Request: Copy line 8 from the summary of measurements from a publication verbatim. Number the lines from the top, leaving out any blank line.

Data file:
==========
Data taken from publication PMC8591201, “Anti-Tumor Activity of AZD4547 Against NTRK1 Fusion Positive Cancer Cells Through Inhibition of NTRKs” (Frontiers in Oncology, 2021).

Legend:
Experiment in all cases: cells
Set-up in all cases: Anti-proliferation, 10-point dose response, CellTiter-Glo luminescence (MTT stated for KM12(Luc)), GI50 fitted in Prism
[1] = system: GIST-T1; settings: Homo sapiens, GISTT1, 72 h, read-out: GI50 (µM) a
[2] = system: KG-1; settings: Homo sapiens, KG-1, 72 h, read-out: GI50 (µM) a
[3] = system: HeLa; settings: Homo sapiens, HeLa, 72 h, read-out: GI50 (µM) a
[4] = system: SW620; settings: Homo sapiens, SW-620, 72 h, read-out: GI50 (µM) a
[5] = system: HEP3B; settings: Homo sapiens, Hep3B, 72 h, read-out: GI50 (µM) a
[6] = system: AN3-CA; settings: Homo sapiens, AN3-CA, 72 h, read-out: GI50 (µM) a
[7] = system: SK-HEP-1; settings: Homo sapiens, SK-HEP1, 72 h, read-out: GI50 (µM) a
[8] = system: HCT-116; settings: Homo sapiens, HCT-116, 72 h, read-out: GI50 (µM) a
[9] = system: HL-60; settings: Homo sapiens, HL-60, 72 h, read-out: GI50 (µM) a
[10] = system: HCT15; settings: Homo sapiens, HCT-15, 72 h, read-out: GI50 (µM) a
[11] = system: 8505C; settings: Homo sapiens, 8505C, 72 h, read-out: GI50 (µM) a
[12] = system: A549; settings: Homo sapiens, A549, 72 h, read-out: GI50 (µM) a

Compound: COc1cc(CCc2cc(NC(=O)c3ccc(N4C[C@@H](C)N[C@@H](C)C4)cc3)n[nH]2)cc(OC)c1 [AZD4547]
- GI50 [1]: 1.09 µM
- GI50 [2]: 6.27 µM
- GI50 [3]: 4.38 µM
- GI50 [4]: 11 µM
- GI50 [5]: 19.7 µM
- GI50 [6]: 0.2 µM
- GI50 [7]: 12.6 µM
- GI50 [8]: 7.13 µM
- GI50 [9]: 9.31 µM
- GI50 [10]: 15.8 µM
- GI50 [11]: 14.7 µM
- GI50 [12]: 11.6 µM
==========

[4] = system: SW620; settings: Homo sapiens, SW-620, 72 h, read-out: GI50 (µM) a